Estimates of age-at-death are a function of the sidereal growth rate of the tissue(s) being employed to gauge development, and cannot be made without a priori knowledge of that growth rate. The latter cannot be determined from any inherent differences in pattern in the developing tissues of extant taxa. Such similarities and/or differences are usually the result of functional specialization and are independent of somatic developmental rate. The primary differences in dental maturational pattern among hominoids, for example, are a direct consequence of dentognathic functional specializations, and bear no direct relationship per se with somatic growth velocity. The similarities of developmental patterns between dentitions of individual fossil specimens and those of extant taxa, therefore, cannot be used to estimate age-at-death.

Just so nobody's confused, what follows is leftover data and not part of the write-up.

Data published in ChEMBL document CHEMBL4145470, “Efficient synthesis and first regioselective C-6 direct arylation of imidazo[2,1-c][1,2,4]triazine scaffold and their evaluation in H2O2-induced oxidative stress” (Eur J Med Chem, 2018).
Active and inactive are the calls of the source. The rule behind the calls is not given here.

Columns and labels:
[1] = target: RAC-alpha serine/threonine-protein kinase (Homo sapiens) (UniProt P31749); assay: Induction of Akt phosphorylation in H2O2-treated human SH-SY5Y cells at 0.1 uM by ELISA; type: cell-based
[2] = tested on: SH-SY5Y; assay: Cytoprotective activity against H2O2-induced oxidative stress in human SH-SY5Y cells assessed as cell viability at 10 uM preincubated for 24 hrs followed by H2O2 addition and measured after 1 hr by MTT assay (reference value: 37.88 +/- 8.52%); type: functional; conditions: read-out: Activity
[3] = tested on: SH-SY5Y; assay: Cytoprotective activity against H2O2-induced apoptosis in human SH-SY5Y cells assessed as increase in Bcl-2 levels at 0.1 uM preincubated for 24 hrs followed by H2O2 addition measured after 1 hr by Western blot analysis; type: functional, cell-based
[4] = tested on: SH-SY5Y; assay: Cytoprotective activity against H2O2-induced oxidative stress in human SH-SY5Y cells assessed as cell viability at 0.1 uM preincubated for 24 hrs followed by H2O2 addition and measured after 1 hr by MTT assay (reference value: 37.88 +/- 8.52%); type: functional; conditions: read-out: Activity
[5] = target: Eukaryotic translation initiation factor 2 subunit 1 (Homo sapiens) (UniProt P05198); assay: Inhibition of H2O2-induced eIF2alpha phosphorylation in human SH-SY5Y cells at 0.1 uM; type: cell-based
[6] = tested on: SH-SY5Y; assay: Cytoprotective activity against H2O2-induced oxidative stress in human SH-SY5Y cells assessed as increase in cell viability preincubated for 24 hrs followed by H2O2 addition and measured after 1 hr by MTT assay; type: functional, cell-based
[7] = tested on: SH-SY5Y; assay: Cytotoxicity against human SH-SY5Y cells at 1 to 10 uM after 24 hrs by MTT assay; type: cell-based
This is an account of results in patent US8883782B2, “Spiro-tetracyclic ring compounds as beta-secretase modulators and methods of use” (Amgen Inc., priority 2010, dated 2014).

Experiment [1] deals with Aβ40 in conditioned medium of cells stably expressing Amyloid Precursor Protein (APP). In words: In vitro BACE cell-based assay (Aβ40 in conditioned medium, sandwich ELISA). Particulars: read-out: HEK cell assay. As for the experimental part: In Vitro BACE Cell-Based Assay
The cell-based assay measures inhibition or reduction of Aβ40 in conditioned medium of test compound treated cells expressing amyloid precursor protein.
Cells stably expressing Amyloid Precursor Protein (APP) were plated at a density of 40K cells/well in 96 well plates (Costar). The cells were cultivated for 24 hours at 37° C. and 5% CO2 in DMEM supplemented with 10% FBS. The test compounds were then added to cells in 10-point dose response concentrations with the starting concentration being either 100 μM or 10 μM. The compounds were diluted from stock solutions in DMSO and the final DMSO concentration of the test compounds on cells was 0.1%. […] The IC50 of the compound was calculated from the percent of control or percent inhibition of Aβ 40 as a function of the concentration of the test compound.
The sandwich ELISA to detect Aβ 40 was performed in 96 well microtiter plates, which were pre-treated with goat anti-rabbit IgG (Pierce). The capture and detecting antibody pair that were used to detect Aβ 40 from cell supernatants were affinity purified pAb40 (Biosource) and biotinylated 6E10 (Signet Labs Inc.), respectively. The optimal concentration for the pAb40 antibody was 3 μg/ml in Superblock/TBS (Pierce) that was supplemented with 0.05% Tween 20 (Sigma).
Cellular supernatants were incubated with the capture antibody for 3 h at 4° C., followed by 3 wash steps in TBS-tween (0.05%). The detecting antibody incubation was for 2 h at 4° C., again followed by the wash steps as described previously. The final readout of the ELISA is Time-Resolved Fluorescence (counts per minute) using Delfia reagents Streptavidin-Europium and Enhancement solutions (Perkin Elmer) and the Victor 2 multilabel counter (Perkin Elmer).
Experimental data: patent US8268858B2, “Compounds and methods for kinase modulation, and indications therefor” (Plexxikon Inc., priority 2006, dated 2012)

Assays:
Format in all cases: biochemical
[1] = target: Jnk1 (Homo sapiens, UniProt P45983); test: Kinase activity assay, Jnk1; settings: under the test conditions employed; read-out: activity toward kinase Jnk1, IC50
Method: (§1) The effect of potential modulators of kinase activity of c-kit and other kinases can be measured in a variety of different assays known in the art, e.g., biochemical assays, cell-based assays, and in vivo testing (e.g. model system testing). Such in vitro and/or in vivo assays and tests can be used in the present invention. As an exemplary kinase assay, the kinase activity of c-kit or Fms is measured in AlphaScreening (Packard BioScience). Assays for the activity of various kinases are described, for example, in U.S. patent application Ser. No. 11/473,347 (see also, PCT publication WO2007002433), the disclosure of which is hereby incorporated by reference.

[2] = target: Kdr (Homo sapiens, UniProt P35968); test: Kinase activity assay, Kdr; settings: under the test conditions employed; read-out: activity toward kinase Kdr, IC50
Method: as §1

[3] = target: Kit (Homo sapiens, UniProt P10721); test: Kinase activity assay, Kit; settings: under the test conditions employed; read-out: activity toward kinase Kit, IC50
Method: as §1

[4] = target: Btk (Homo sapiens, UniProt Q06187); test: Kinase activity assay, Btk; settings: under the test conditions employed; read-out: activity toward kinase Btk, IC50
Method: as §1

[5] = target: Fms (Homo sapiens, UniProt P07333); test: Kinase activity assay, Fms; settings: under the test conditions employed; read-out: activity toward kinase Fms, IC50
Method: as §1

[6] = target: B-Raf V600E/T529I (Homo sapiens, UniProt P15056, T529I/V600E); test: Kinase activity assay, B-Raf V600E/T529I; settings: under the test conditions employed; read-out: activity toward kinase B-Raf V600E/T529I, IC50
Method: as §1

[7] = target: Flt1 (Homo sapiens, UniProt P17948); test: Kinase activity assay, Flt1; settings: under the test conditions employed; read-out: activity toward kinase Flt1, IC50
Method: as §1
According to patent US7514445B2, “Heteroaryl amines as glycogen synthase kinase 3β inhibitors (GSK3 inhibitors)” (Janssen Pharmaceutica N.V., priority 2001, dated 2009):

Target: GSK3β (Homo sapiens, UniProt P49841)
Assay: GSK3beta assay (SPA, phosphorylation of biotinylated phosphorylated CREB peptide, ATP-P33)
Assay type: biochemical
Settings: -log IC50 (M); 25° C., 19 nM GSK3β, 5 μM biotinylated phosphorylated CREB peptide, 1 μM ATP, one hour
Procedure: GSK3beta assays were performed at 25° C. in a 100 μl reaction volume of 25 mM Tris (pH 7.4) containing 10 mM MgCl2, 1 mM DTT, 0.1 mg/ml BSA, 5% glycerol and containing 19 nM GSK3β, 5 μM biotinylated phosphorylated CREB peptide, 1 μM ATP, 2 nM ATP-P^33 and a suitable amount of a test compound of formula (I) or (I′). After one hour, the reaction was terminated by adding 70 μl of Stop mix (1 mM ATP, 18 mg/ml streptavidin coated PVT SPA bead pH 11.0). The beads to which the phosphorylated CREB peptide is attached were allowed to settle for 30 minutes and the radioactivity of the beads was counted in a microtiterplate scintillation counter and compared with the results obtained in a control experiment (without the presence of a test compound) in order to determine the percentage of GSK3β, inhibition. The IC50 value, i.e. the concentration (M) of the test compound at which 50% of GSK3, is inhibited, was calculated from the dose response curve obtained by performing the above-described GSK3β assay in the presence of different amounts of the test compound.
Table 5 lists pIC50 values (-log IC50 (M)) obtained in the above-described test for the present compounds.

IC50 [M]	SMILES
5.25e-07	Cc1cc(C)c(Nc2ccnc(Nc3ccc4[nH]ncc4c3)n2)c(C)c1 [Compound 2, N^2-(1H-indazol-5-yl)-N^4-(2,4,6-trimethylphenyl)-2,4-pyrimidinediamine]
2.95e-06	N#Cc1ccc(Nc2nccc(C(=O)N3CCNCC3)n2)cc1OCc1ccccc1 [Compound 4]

American Journal of Physical Anthropology
Simpson, Scott W.; Lovejoy, C. Owen; Meindl, Richard S. (1991). Relative Dental Development in Hominoids and Its Failure to Predict Somatic Growth Velocity. American Journal of Physical Anthropology 86(2) 113-120. doi: 10.1002/ajpa.1330860203. Retrieved from https://oaks.kent.edu/anthpubs/72